You have now confirmed that your monitor works just fine with another device. What now? The issue may be PC related.
First, a few disclaimers. Steps 10 and 11 below require you to open and manipulate your laptop or desktop computer.
If your hardware is company property, it is best to leave these steps to your company’s IT Team.
If your hardware is personally owned, you may still wish to bring it in to a local computer repair shop.
However, if you do plan to proceed make sure you have done proper research. At a minimum you should know how to properly ground yourself to avoid destroying your computer with electrostatic charge.
Step 8: Update Graphics Driver And BIOS Operating Version
If your PC hardware is the problem, it is possible your graphics driver and/or your operating BIOS version may be outdated.
Check to make sure you have the latest graphics driver and BIOS updates by following the links below.
But my HP monitor won’t turn on, how can I check for updates?
If you are using a docked laptop, you should be all set. On the other hand, if you are using a desktop PC you’ll need to borrow a different monitor to make the update.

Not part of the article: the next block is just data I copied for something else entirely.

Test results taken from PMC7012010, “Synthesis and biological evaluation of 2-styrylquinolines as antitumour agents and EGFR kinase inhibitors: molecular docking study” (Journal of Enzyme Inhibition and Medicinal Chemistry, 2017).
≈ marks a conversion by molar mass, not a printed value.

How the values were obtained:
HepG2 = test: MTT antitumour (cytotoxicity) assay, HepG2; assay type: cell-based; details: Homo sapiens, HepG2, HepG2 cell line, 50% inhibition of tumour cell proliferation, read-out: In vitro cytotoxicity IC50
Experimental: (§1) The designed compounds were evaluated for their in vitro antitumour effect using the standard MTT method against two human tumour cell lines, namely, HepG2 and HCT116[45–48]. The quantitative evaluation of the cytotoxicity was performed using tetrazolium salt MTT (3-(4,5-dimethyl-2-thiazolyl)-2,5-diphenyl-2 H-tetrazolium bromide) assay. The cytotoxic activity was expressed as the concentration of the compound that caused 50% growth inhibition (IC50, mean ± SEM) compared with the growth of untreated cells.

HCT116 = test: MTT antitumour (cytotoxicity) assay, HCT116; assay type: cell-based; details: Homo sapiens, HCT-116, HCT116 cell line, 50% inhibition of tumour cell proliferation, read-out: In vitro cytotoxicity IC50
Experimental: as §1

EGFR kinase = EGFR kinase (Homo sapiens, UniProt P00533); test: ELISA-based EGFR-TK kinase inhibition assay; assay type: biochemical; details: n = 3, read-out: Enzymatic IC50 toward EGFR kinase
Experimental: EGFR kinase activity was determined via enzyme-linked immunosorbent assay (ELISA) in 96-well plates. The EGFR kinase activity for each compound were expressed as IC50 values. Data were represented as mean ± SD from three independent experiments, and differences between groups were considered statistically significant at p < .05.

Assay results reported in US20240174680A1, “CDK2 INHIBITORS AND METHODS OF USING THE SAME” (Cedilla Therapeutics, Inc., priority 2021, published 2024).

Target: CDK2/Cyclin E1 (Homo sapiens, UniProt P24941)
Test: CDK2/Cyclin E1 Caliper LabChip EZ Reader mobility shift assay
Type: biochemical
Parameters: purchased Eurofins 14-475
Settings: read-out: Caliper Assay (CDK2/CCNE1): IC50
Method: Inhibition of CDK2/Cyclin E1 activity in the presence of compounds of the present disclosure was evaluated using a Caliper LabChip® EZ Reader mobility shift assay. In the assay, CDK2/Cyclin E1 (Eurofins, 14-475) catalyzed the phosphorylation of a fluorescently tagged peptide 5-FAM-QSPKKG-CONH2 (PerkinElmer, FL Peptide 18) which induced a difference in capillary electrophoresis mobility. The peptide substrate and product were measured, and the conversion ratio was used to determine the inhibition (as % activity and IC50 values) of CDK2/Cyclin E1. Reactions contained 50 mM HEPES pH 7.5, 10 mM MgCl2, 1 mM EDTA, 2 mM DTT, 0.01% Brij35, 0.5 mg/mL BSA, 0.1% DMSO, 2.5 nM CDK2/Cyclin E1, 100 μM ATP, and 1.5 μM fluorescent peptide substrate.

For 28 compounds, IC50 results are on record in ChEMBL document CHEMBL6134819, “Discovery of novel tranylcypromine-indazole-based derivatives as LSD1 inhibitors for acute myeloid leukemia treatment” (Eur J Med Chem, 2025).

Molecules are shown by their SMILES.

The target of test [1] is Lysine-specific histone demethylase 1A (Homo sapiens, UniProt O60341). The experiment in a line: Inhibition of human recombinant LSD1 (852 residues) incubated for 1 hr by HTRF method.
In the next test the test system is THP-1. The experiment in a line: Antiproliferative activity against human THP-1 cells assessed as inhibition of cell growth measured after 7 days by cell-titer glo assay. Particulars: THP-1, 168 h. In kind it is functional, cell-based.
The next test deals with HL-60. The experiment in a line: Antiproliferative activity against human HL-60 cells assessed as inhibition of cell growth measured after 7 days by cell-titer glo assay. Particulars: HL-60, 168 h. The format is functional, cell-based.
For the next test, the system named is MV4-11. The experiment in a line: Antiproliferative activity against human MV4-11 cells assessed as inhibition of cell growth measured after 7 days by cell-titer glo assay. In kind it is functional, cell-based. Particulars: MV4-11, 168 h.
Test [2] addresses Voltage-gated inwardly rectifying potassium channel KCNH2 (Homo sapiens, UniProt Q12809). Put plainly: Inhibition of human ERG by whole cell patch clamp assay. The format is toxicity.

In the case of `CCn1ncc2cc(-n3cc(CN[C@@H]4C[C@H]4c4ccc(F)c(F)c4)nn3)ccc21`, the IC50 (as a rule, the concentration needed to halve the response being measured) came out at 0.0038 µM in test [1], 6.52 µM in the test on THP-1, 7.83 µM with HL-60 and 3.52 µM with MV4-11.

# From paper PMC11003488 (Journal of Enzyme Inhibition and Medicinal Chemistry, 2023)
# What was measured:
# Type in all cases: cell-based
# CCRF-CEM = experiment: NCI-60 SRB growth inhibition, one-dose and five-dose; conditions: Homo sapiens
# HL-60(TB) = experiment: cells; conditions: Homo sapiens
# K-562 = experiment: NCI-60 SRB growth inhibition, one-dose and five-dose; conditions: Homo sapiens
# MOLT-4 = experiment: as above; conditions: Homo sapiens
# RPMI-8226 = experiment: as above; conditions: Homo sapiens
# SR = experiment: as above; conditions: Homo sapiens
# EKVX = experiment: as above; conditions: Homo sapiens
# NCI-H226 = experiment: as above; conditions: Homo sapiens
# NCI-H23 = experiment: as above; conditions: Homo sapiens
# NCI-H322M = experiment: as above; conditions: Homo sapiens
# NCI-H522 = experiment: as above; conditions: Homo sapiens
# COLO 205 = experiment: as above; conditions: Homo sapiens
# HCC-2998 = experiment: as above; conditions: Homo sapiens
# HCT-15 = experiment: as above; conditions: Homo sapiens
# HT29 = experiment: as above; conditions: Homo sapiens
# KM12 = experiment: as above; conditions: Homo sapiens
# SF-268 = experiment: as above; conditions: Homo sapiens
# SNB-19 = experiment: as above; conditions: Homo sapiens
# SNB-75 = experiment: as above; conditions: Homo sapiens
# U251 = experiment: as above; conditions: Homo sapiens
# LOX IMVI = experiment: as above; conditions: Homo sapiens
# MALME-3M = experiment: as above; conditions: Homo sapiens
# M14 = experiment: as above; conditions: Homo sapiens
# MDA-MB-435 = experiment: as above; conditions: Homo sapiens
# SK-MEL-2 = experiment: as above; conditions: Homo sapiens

- Instructions on how to update graphics device for Windows.
- Instructions on how to update BIOS for Windows.
Step 9: Ensure Display Cable Is Plugged Into The Graphic Card And Not The Motherboard
Nearly all desktop PC’s have an on-board graphics unit with corresponding connections on the back of your computer.
If this applies to you, be sure that your monitor cable is connected directly into the graphic card and NOT the motherboard.
Often times with a desktop PC, this simple solution is all it takes.
Step 10: Remove, Reorder, And Reinsert Your RAM Sticks
It is also possible that your RAM (Random Access Memory) sticks are not making a proper connection.
One way this issue can manifest is by not delivering power to your mouse and keyboard.
Therefore, if your mouse and keyboard are not working, poor RAM stick connection is likely the cause.